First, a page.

Dozens of advanced bomb-detecting vehicles remained unused during 16 months of vicious Islamic State (IS) group attacks in Baghdad amid political power games, ministerial rivalries and poor bureaucratic oversight.
Iraqi officials and members of the parliamentary security and defence committee told MEE that the interior ministry had bought 40 M60 Rapiscan Mobile Eagle scanning vehicles and 54 smaller VACIS M6500 inspection systems three years ago.
Both use X-rays to detect suspicious objects within vehicles and are several steps up from handheld detectors in service with Iraqi security forces.
But they remain parked in interior ministry warehouses despite a murderous campaign by IS that has killed thousands of civilians, including 323 in an attack in the Shia area of Karrada on 3 July – by far the biggest of its kind since the US-led invasion of 2003.
Twelve Rapiscans have since been deployed to the six entrances into Baghdad, but all others remain in storage.
“These vehicles are very advanced. The plan was to deploy the big vehicles at the entrances of the city and use the smaller ones in patrols in the street,” said Adnan al-Assadi, a prominent member of the parliamentary committee and a former deputy interior minister involved in negotiations to buy the vehicles.
“Using this kind of inspection systems would confuse the terrorists – they are mobile and move from one street to another, and could reduce the damage by 90 percent.”
Shikhwan Abdulla, another member of the committee, said: “We have about 100 vehicles. They are desperately needed. Our problem is neglect and weak technical and administrative systems.”
But other sources within the security apparatus and other MPs from the parliamentary committee said the vehicles were mothballed because of rivalries between Prime Minister Haider al-Abadi and his former interior minister, Mohammed al-Ghabban, who resigned on the day of the Karrada attack.
Two days later, Abadi ordered the Rapiscan vehicles deployed in Baghdad and opened an investigation into why they had sat idle for a year. An investigation has also been launched by the parliamentary committee.
The sources said that Ghabban had refused to release the vehicles until he took full control of Baghdad security from the “joint military operations command” – thereby ensuring it was he alone who would be credited with any success in the capital.
“If these vehicles would be deployed in Baghdad and achieve success, people would credit this to the commander of Baghdad’s security operation centre supervised by Abadi, and not Ghabban,” said a senior security official close to Abadi, who spoke anonymously.
“Ghabban had been asking for full authority over the security of Baghdad for a year. He was looking to get that success,” the official said.
A member of the parliamentary committee, who also spoke anonymously, said allowing Ghabban complete control of security would “free the hands” of the Badr organisation, with which he is aligned, “to do what they want in Baghdad”.
Badr is one of the most powerful Iran-backed Shia militias in Iraq, and is seen by many as deeply involved in the sectarian war of 2006-08.
Those squabbles and power plays have apparently left the capital poorly protected from bombing attacks.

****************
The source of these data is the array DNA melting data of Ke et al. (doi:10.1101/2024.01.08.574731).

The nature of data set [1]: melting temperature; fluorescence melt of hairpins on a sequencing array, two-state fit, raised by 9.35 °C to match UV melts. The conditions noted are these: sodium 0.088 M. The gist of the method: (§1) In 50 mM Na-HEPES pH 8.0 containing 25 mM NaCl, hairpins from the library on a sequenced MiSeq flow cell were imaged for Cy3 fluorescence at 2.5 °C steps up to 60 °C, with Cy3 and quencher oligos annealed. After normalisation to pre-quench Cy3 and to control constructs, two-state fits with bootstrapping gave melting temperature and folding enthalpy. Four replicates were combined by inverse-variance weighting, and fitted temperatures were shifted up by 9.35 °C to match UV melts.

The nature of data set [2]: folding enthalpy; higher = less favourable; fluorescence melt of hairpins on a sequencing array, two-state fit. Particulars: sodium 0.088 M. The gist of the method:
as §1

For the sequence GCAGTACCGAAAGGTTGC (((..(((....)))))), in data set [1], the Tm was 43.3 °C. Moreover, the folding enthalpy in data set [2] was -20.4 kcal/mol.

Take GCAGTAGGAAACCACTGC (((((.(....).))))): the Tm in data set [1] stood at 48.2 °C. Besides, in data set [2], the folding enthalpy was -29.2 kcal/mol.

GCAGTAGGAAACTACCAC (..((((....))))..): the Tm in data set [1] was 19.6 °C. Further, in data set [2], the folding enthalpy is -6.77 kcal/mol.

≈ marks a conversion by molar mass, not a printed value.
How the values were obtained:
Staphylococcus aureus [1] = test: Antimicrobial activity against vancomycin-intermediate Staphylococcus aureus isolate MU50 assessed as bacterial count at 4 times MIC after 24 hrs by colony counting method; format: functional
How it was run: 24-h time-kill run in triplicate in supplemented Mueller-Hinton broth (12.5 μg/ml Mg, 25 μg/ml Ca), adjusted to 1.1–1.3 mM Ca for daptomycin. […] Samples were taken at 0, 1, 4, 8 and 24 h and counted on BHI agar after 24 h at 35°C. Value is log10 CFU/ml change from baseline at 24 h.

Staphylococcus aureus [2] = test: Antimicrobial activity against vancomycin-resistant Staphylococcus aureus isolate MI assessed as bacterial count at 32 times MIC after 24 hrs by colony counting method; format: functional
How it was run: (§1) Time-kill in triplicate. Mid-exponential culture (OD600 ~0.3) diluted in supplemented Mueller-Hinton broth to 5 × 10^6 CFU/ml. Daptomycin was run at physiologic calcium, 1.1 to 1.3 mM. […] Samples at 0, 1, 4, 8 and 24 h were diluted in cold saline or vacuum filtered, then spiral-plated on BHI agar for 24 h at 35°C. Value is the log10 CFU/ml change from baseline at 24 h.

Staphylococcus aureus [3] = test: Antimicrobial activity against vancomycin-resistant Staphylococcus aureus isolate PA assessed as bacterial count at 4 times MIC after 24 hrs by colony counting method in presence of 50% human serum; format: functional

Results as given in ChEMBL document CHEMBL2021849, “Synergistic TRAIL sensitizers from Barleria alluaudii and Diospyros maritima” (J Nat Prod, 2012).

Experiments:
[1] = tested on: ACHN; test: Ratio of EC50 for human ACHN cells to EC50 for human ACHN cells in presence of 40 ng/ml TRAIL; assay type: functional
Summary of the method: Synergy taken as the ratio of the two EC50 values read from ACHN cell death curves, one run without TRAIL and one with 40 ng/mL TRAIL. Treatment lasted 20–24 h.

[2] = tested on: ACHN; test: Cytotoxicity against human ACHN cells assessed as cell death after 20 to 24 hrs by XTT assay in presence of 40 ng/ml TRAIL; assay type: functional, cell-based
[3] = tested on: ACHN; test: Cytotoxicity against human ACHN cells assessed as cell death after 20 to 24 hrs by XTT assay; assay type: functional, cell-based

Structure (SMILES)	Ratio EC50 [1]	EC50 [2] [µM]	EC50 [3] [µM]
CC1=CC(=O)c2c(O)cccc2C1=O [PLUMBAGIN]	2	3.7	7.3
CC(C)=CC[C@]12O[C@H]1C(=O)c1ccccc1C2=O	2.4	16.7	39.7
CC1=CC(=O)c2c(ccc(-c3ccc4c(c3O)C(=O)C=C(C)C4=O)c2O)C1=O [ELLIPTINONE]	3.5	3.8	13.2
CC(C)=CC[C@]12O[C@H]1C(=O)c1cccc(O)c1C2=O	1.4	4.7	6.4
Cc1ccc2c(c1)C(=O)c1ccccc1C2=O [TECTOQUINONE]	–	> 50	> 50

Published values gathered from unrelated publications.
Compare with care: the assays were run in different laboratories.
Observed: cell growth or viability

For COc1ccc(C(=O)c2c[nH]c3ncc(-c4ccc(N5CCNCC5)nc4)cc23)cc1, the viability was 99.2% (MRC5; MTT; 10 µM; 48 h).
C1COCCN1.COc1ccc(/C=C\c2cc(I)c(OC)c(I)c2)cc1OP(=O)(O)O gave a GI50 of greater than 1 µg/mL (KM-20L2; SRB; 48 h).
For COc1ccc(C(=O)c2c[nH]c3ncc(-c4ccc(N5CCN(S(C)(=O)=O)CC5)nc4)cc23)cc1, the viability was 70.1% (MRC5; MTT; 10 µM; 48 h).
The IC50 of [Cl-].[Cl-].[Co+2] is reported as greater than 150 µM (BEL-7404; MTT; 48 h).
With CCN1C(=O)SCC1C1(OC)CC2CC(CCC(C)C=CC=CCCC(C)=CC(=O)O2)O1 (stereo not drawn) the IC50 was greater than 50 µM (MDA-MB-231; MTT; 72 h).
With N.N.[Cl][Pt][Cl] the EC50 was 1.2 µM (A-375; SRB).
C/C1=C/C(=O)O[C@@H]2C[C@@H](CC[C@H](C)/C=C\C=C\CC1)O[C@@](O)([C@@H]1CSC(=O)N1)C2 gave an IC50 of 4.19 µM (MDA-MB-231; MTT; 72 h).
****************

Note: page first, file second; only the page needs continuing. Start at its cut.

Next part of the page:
Iraq’s security forces have relied on two British-made detectors since 2007: the AED 650 and the AED 651, bought for tens of millions of dollars as the capital faced a suicide bombing campaign by the forerunner to IS, known as al-Qaeda in Iraq, which killed tens of thousands of people.
The government admitted in 2011 that both were completely ineffective and Jihad al-Jabiri, the commander of the anti-explosives squad, was sentenced to seven years in prison the same year for corruption surrounding their purchase.
However, the AED 651 remained in service until last month, when Abadi withdrew it and ordered the re-opening of all investigations into the contracts as part of a renewed anti-corruption campaign.
The Rapiscan vehicles were bought through the US Foreign Military Sales scheme, while the VACIS systems were bought directly by the interior ministry.
They cost a total of $190m – contracts were signed towards the end of Nouri al-Maliki’s time as prime minister, and the vehicles were delivered after Haider al-Abadi took office in September 2014.
Ex-minister denies claims
Ghabban, however, rejected claims he had refused to release the vehicles, saying that the Rapiscan systems had “17 technical problems” that prevented their deployment during his time as interior minister.
“These are not explosives detectors. They are X-ray systems to inspect cargo and they totally depend on the experience of the operator. So do not say they are explosives detectors,” Ghabban told MEE.
“The 17 technical problems which I was talking about were not relating to the manufacturing or the quality of these vehicles. They relate to the operational requirements,” Ghabban said.
He added that 18 of the 54 VACIS systems were undelivered and all were still technically owned by the supplier and could not be rolled out, despite being in possession of the interior ministry.
Ghabban complained that Baghdad’s security was a “mess” due to interventions by the various state bodies involved in the “joint military operations command,” including interior, defence and the general chief of staff of the armed forces.
He denied any political motivations behind his refusal to deploy the systems.
“This issue is far away from politics and has nothing to do with the political rivalry or rivalry among positions. The delay of deployment was purely technical and professional,” Ghabban told MEE.
“But it was exploited by some people inside the security and defence parliamentary committee”.